The Advertising Standards Authority (ASA) has reported that gambling advertising visibility for under-18s is now at the lowest point since 2008.
The report entitled ‘Children’s exposure to age-restricted TV ads: 2019 update’ found that the number of TV ads seen in 2019 by children aged 4-15 dropped to 115.9 ads per week, falling significantly from the peak of 229.3 ads per week in 2013.
Similar to general exposure, gambling advertising subjection also dropped significantly. Children were on average exposed to 4.4 gambling ads per week at its peak in 2013. That fell to 2.5 per week in 2019, the lowest since 2008 at 2.2.
Gambling TV ad exposure for younger children aged 4-9 was an average of 2.3 ads per week in 2019, while the average exposure for older children (10-15) was 2.6.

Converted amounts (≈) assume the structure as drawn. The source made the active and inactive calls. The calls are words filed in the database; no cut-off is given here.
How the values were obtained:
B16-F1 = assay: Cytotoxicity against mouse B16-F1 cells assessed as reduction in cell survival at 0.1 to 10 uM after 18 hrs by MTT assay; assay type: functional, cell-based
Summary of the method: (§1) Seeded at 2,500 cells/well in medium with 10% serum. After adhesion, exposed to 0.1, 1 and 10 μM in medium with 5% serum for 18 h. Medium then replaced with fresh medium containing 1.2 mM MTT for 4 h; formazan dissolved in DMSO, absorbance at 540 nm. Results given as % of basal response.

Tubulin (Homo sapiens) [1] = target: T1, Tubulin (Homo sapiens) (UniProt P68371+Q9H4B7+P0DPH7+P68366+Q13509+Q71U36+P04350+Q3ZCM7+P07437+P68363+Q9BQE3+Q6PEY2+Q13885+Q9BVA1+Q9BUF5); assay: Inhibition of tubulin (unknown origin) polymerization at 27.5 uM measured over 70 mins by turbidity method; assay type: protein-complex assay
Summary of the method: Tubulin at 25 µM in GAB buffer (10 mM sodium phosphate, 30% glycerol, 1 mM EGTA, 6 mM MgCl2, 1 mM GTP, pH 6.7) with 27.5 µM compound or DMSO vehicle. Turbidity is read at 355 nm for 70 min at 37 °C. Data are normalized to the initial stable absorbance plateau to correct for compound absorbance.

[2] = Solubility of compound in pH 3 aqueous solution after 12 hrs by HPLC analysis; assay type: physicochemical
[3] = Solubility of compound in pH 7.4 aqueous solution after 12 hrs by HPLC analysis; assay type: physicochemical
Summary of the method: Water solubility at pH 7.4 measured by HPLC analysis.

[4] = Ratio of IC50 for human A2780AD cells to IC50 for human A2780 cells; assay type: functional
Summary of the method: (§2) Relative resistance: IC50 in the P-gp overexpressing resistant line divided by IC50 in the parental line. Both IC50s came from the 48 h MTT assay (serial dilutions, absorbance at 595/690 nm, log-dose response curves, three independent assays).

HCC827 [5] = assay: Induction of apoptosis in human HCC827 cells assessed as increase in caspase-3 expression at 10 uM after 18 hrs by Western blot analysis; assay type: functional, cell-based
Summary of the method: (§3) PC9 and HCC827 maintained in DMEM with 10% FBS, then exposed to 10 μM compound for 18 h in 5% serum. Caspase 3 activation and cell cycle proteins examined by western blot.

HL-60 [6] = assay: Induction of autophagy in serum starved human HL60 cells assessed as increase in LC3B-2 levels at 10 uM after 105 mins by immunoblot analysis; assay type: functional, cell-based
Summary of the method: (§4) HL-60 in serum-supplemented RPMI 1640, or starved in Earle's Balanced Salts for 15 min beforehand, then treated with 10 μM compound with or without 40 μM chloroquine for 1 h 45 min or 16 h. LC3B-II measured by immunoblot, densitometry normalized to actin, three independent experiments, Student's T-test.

Guy Parker, CEO of ASA, said: “Our latest report shows that children’s exposure to TV ads for alcohol and gambling products remains low. We will continue our proactive monitoring to make sure this remains the case for TV ads as well as carrying out further monitoring online so that we limit children’s exposure to age-restricted ads wherever they appear.”
Bingo, lottery and scratch card advertisements make up the majority of adverts children watch on TV, followed by casino advertisements and then sports betting advertisements.
Children’s changing media consumption patterns have increasingly influenced the decrease in exposure – likely to be driven by their growing use of electronic media such as on-demand and online video usage, as well as interaction with social media.
In order to remain ‘vigilant’ in monitoring the exposure of minors to online gambling ads, the ASA has used new technology to ensure that it can take ‘quick and effective action’ where it identifies any issues.